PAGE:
Academic journal article International Journal of Management

Total Manufacturing Information Systems: A Conceptual Model

Academic journal article International Journal of Management

Total Manufacturing Information Systems: A Conceptual Model

Article excerpt

Recent advances in manufacturing and information technologies present promising new strategic alternatives for designing a new manufacturing information system. Total manufacturing information system (TMIS) is an integrated system of manufacturing technologies and business strategy into an information system. It is a strategic tool for achieving competitive advantage, which enables firms to respond quickly to market changes, achieve flexibility of products and processes, and manage the complexity of today's manufacturing environment.

Introduction

Virtually all manufacturing systems today can trace their concepts and structures back to Adam Smith's idea of specialization of labor and the consequent fragmentation of work. The specialization makes sense of mass production of highly standardized products. Furthermore, Henry Ford's idea still convinces many manufacturers today that they can have either standardization at low cost or flexibility at high cost, but not both. This idea has been challenged by the success of Japanese automobile and electronics industries that are based on an integrated systems concept.

Recent advances in manufacturing and information technologies present promising new strategic alternatives for designing a new manufacturing system. Actually, more firms have begun using information systems strategically to reap significant competitive advantage. They put manufacturing functions and business strategy all together into an information system. By successfully extending the integrated systems concept beyond the ordinary manufacturing function, manufacturers are able to achieve an optimal balance of product standardization and manufacturing flexibility.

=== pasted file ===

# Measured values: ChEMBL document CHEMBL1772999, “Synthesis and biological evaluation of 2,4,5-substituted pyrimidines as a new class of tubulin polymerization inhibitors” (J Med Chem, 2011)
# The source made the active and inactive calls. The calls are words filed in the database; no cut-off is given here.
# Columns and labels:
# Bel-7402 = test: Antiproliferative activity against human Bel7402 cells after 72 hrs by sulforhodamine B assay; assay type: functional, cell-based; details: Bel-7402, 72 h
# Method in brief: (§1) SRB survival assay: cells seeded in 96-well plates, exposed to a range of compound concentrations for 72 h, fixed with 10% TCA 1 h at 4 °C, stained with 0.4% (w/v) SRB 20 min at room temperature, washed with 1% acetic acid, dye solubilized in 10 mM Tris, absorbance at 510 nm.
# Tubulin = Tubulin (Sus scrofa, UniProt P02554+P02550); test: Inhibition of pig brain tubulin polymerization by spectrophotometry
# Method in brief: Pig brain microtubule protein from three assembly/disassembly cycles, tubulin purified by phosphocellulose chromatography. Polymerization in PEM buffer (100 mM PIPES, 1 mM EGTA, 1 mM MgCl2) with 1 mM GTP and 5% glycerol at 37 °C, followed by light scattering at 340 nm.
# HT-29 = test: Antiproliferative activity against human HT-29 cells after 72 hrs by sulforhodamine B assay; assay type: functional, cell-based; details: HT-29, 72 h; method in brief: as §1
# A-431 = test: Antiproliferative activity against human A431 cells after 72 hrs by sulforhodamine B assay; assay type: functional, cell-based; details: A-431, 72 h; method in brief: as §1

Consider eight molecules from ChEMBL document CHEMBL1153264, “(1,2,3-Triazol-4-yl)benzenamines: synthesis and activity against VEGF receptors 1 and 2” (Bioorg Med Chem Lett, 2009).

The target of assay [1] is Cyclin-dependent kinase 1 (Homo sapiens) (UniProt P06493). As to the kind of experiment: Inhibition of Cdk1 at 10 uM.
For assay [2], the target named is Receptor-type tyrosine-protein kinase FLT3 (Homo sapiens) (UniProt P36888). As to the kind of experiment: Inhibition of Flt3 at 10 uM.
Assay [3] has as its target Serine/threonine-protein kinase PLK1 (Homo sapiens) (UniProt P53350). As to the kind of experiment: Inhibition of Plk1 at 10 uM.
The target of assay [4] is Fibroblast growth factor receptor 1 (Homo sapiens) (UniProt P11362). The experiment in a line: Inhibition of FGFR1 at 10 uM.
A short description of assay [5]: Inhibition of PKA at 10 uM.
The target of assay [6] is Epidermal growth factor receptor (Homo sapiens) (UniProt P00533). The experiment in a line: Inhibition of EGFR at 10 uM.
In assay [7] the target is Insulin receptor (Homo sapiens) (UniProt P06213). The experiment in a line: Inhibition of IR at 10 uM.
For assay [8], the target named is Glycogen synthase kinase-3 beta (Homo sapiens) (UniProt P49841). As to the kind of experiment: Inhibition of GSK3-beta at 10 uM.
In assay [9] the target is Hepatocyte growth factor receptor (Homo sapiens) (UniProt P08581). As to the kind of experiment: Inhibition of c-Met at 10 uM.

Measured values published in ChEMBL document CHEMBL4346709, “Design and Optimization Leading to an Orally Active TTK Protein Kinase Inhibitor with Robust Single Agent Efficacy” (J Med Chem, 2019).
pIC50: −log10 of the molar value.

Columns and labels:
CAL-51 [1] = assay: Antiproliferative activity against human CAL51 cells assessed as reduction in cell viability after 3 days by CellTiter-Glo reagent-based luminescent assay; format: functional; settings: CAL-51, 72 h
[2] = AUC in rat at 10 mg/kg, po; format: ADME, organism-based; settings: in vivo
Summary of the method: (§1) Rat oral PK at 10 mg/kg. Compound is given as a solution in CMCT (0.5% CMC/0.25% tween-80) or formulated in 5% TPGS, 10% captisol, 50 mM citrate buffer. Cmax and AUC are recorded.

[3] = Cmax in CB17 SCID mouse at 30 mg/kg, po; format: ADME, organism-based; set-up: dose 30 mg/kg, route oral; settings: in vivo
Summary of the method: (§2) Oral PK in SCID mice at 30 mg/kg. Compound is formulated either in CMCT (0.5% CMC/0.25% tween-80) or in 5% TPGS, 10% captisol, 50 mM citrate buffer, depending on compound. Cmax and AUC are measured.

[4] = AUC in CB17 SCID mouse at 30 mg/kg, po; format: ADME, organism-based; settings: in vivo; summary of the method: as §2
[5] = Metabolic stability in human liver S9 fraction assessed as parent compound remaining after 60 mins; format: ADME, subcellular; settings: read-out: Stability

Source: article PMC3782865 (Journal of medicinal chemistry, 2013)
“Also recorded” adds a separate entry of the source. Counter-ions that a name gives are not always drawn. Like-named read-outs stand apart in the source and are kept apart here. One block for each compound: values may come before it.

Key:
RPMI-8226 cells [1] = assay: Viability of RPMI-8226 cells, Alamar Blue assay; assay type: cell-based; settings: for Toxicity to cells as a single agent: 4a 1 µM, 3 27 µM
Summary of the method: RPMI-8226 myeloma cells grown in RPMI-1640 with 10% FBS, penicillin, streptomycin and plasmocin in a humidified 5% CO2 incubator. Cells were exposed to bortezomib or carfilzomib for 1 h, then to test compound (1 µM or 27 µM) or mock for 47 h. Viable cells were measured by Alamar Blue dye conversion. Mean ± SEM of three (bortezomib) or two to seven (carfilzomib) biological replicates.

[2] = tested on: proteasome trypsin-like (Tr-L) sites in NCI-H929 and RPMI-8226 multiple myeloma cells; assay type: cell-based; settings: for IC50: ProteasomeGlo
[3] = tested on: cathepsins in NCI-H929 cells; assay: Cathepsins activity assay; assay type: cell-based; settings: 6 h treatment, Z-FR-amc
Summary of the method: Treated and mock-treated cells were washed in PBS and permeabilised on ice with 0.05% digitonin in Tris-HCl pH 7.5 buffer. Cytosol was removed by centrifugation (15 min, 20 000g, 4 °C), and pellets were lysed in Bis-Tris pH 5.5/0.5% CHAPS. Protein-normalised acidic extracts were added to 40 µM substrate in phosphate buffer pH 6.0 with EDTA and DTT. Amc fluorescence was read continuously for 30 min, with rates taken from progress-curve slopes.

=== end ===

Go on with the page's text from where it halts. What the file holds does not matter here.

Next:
Total manufacturing information system (TMIS) is such a powerful alternative, which blends recent developments in manufacturing and information technology together to achieve competitive advantage. It enables manufacturing firms to respond quickly to market changes, achieve flexibility of products and processes, and manage the complexity of today's manufacturing environment.

This article provides a framework for defining TMIS and its component technologies in a business rather than a technical context. The framework identifies environmental threats and opportunities, TMIS capabilities, and related marketing, manufacturing, organizational design, and information systems development strategies. Broad strategic directions are also identified to formulate a vision of how TMIS can be used as a cometitive weapon.

Development of TMIS

An integrated systems concept is not a conglomerate built with vertical integration. Instead, the integrated manufacturing system consists of several independent components, with suppliers at one end and customers at the other end. To make the system operate efficiently, the manufacturing system should be designed with a greater functional integration, fewer layers of hierarchy, and more external partnerships.

Most of the current manufacturing systems are just individual applications of computer and/or information systems, and their efforts have focused on how to computerize advanced manufacturing technologies. However, TMIS seeks to incorporate these individual engineering, manufacturing and business applications into a totally integrated manufacturing information system.

Figure 1 illustrates how an information system integrates advanced manufacturing technologies and other supporting functions, making possible a new approach to designing an ultimate manufacturing information system. It provides a shared database, a database management capability, and a communications network to link marketing, product development, design & engineering, procurement, manufacturing, and quality control functions, etc. This integration provides enhanced business capabilities that cannot be fully attained by the individual system's objectives.

TMIS enables firms to build a strategic tool that functions every stage of manufacturing operations through a totally integrated information system. …

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